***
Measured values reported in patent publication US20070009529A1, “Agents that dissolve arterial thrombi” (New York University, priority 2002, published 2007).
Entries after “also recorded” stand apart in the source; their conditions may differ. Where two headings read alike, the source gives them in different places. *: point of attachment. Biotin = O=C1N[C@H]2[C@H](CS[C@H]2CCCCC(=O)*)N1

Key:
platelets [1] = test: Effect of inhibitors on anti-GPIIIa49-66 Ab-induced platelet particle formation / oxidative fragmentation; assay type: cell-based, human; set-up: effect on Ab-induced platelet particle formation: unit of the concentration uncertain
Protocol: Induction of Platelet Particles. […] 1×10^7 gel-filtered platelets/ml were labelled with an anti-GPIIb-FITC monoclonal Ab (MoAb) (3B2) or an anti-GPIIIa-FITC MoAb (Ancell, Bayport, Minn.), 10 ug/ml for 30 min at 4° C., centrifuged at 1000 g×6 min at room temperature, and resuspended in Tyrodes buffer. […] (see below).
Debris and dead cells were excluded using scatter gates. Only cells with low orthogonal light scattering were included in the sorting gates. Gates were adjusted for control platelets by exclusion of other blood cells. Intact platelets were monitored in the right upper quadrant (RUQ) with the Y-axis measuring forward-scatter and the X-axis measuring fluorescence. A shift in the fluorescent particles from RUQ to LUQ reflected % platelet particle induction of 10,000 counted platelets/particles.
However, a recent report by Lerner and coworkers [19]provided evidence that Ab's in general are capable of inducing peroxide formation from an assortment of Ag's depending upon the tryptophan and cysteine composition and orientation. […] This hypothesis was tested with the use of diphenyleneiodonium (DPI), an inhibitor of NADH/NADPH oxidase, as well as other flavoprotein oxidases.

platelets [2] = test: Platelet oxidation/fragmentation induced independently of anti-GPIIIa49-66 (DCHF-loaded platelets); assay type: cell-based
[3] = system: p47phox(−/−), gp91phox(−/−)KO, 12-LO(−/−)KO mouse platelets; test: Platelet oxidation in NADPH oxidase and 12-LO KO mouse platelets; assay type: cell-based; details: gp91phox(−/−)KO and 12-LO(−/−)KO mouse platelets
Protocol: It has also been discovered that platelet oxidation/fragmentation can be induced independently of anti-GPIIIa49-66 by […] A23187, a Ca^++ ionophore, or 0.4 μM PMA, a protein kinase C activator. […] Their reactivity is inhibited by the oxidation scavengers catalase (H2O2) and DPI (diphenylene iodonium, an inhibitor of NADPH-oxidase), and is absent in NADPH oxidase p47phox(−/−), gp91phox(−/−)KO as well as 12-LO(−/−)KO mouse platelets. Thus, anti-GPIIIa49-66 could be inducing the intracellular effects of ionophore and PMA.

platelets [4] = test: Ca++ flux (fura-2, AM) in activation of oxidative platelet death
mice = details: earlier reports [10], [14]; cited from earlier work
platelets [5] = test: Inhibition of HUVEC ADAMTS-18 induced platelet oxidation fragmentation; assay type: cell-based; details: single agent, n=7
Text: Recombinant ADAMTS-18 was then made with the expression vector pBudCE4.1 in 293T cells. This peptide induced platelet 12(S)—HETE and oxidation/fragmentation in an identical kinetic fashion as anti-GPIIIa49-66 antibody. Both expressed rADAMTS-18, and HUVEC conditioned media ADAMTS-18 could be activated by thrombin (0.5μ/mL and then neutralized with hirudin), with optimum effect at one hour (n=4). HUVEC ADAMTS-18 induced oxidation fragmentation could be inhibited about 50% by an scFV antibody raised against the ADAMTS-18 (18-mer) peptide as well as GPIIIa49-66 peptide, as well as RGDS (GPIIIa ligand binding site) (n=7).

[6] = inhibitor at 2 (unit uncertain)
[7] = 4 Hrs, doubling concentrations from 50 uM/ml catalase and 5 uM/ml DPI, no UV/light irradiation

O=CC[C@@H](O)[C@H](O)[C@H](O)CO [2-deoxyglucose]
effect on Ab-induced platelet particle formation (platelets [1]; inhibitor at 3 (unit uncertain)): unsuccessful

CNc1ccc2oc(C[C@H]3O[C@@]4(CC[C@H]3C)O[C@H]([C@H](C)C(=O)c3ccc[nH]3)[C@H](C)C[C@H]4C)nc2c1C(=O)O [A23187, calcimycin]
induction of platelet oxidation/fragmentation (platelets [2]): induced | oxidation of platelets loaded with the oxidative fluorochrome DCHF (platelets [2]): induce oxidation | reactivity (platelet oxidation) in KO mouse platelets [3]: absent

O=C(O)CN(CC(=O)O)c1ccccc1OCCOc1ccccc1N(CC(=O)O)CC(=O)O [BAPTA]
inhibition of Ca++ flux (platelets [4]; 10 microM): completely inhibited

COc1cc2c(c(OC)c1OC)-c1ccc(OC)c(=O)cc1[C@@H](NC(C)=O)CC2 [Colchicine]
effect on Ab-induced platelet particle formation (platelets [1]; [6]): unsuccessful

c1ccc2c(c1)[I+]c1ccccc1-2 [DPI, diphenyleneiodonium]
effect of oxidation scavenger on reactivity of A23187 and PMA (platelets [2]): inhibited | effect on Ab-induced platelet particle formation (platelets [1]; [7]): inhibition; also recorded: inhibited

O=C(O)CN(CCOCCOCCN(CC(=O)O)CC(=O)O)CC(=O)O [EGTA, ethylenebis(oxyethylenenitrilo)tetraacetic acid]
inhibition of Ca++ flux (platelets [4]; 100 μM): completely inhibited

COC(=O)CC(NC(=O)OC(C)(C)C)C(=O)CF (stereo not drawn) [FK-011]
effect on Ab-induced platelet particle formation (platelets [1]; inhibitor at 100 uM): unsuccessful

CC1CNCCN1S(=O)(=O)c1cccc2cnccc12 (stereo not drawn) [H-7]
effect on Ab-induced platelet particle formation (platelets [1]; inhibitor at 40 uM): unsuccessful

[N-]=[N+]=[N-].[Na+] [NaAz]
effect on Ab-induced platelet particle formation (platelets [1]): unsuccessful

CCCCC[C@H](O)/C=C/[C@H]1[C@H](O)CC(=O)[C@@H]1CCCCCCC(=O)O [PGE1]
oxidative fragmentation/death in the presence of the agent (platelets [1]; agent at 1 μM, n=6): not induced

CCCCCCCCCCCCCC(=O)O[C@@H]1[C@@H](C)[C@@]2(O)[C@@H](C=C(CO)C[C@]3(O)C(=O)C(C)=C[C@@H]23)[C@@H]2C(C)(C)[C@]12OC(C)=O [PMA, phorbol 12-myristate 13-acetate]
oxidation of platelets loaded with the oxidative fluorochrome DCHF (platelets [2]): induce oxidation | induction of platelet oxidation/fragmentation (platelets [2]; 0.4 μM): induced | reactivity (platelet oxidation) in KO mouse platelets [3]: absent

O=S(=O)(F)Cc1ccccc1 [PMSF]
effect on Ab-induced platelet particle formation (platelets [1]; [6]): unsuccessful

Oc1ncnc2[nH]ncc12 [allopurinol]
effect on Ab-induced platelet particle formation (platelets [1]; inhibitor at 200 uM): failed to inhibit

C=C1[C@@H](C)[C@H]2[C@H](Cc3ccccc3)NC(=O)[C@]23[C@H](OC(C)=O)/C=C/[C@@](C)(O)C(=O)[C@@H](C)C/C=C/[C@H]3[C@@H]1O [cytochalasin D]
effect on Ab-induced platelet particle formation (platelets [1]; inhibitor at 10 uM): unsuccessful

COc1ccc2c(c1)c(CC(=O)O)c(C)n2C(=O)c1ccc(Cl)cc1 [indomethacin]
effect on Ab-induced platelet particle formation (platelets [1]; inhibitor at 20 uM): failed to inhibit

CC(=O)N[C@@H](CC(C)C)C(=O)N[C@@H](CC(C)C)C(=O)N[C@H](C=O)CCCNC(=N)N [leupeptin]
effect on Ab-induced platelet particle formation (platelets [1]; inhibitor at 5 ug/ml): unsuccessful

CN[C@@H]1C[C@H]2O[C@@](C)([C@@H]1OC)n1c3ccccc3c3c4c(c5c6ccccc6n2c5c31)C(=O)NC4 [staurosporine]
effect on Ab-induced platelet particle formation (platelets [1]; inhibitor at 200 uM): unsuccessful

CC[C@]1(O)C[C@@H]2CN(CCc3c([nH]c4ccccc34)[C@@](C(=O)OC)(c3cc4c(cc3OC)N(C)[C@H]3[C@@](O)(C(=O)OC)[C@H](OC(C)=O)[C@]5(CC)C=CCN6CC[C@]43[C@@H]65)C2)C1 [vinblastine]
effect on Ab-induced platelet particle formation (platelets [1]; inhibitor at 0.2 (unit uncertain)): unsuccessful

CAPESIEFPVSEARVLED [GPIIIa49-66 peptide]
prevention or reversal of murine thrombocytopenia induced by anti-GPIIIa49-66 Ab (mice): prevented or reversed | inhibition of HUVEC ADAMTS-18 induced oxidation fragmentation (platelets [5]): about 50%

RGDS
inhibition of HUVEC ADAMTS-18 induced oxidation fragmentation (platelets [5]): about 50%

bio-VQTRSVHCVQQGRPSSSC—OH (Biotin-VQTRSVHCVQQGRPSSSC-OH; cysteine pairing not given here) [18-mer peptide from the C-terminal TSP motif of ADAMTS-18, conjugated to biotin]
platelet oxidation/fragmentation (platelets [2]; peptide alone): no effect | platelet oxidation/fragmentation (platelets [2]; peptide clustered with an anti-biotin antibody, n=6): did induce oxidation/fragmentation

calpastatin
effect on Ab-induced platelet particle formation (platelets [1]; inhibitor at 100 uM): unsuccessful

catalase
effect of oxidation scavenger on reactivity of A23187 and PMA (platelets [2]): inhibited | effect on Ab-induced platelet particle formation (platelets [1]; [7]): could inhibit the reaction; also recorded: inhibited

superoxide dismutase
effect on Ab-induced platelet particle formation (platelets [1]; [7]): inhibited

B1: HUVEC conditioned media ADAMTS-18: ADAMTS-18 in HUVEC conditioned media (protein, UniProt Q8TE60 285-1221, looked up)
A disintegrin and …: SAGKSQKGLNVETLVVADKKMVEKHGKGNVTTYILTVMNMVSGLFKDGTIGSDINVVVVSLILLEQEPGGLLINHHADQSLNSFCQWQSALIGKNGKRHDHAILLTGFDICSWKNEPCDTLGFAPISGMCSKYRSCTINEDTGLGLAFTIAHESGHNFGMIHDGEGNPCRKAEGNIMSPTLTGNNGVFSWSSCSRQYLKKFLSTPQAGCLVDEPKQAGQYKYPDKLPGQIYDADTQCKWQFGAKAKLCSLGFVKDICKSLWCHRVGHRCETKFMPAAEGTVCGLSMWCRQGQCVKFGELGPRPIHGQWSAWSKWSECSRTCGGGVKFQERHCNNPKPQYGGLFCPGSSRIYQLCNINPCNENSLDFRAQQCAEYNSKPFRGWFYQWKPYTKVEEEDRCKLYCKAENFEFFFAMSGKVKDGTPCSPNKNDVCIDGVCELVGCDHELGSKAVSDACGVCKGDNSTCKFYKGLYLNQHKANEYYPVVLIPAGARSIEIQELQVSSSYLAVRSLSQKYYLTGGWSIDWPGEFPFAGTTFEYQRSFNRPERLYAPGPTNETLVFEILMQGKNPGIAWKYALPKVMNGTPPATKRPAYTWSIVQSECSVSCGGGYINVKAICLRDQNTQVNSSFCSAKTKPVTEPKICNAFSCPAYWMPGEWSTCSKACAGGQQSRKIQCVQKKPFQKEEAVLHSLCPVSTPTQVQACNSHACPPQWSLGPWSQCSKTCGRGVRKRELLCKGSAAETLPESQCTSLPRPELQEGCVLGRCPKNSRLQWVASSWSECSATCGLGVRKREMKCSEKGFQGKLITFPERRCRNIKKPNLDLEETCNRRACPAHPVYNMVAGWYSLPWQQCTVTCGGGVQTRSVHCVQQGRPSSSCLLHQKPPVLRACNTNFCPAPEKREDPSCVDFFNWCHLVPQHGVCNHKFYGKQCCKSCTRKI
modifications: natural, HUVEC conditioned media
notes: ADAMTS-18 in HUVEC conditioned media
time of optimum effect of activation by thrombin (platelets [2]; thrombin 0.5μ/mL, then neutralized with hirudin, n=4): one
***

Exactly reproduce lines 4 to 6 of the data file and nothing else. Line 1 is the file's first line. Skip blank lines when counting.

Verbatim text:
platelets [1] = test: Effect of inhibitors on anti-GPIIIa49-66 Ab-induced platelet particle formation / oxidative fragmentation; assay type: cell-based, human; set-up: effect on Ab-induced platelet particle formation: unit of the concentration uncertain
Protocol: Induction of Platelet Particles. […] 1×10^7 gel-filtered platelets/ml were labelled with an anti-GPIIb-FITC monoclonal Ab (MoAb) (3B2) or an anti-GPIIIa-FITC MoAb (Ancell, Bayport, Minn.), 10 ug/ml for 30 min at 4° C., centrifuged at 1000 g×6 min at room temperature, and resuspended in Tyrodes buffer. […] (see below).
Debris and dead cells were excluded using scatter gates. Only cells with low orthogonal light scattering were included in the sorting gates. Gates were adjusted for control platelets by exclusion of other blood cells. Intact platelets were monitored in the right upper quadrant (RUQ) with the Y-axis measuring forward-scatter and the X-axis measuring fluorescence. A shift in the fluorescent particles from RUQ to LUQ reflected % platelet particle induction of 10,000 counted platelets/particles.